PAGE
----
July 20, 2020 by Greg Meckbach
British Columbia homeowners who tried to sue the people who sold them the home for water damage allegedly caused by hydrostatic pressure lost their case at the Civil Resolution Tribunal.
Seth Nanayakkara, Julia Wells and Linda Adams bought took possession of their home — purchased from Linda and John MacIntyre — in July 2019.
The buyers allege that early in 2020, they had widespread and repeated drainage problems due to insufficient drain pipes for the size of the property.
They took the MacIntyres to the CRT asking for $5,000 in compensation, the maximum amount the CRT can award.
As evidence, the new owners provided a portion of a letter from their insurance company that attributed the water problems on the property a high-water table that caused a build-up of hydrostatic pressure, which forced water into the basement through the foundation walls and concrete floor.
“This statement apparently was based on information from the applicants’ plumbing contractor, but there is no report from that contractor or any other plumbing professional to comment on the cause of the water problems,” CRT member Lynn Scrivener wrote in Nanayakkara v. MacIntyre, released July 15.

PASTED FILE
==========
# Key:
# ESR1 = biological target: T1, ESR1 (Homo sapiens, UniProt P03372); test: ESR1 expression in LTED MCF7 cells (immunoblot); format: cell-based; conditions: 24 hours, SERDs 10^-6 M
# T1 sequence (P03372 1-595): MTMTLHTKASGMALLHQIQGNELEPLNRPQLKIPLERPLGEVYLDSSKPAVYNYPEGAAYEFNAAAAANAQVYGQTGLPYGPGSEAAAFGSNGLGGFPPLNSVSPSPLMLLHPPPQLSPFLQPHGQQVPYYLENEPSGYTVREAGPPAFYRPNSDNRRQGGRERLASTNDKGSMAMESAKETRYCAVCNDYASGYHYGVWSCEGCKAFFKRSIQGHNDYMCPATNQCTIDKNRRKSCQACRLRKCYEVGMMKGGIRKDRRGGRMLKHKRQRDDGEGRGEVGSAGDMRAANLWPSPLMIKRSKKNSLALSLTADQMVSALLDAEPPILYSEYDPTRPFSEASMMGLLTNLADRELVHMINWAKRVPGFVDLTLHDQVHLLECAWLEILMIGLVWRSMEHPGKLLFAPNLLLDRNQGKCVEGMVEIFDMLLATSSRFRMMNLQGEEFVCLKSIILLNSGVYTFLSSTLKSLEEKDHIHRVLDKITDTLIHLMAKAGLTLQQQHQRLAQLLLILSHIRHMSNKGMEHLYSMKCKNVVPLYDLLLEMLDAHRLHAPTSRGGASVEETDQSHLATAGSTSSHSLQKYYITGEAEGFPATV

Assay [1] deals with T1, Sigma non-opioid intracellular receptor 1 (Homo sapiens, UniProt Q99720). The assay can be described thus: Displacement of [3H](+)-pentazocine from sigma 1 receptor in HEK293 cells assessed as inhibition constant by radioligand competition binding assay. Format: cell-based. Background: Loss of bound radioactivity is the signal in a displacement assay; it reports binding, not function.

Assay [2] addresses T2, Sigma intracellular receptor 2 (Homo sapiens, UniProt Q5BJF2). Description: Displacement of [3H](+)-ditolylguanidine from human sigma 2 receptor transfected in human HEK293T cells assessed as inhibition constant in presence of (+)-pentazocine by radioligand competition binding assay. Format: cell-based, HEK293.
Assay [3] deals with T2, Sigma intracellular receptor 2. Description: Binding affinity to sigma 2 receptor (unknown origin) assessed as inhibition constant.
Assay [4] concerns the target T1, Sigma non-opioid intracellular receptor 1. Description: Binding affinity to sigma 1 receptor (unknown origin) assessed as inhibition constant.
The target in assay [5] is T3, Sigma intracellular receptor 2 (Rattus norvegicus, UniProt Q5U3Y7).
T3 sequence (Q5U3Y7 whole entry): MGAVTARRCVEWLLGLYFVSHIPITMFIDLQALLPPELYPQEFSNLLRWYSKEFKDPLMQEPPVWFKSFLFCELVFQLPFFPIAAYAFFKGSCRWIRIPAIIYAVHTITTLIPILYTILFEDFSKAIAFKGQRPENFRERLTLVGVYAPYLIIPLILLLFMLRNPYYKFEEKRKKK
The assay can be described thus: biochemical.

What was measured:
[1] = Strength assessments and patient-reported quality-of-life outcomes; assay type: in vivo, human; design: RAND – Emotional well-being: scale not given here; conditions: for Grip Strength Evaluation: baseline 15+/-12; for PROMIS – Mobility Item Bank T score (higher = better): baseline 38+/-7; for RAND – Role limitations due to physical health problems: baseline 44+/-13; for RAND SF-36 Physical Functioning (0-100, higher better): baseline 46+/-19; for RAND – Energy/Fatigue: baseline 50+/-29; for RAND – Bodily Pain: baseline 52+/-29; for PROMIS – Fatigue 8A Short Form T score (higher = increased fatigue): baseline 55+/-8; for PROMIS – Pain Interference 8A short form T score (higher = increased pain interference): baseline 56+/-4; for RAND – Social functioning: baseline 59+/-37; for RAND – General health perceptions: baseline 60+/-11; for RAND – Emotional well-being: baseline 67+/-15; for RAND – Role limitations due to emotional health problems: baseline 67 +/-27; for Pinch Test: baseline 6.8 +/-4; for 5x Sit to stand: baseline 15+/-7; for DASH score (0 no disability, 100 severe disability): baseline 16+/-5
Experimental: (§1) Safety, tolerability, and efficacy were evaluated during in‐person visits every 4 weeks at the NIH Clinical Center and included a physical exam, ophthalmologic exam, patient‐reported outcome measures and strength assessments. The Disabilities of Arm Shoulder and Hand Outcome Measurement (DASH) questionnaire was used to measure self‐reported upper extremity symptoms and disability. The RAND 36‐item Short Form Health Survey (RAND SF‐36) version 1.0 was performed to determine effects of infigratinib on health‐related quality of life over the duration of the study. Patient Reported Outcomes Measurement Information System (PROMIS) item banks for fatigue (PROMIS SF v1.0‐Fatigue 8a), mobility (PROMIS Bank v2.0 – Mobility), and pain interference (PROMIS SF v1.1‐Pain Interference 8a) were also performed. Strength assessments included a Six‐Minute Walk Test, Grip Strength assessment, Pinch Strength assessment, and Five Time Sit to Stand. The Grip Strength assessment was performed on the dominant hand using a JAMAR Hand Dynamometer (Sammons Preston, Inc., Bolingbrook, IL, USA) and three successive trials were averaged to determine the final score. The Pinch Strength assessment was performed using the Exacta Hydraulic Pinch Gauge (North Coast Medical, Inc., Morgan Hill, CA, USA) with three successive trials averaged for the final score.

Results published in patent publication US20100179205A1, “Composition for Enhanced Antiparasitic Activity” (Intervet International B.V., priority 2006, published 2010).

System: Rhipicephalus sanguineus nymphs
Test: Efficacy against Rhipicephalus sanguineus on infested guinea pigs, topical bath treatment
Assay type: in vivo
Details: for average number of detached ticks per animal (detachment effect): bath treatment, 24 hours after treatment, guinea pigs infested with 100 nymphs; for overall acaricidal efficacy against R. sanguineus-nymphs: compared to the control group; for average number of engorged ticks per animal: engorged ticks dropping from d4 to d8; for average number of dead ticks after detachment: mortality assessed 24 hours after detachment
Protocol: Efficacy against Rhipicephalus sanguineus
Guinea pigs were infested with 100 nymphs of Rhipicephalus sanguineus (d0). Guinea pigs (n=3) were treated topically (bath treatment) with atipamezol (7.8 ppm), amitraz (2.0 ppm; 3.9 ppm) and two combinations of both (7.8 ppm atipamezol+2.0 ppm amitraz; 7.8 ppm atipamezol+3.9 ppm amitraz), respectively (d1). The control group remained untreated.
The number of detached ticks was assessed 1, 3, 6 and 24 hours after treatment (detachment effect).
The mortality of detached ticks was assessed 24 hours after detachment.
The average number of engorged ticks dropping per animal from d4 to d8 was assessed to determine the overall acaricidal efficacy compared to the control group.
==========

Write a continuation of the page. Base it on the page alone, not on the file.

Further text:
The new owners also say they learned of previous water problems from neighbours, contractors and others. But the CRT found that the available evidence does not prove the cause of the water issues.
Before they sold the home, the MacIntryes provided a property disclosure statement to buyers.
If homeowners discover problems that they say were pre-existing, and not disclosed on a PDS, they could sue the sellers in B.C. for negligent misrepresentation.
In the end, Scrivener found that the MacIntyres did not negligently misrepresent their property.
The PDS asked the MacIntyres whether they were aware of any damage due to wind, fire or water. In response, they disclosed a 2017 basement flood that was related to a blocked pipe. They answered “no” when asked if they were aware of any material defects “that cannot be discerned through a reasonable inspection of the property.”
The evidence does not show that the sellers were aware of any other water or drainage problems on the property, Scrivener found, nor does the evidence establish the cause of the water-related problems. So the new owners did not prove that the sellers ought to have known about the issues that caused the flooding problems after 2019.
In the context of suing a previous owner for negligent misrepresentation in B.C., a plaintiff must prove that a statement from the seller is untrue, inaccurate, or misleading. On top of that, the plaintiff must also prove the defendant acted negligently in making the misrepresentation and that the buyer relied in a reasonable manner on the negligent misrepresentation, wrote Scrivener, quoting case history.
Feature image via iStock.com/youngvet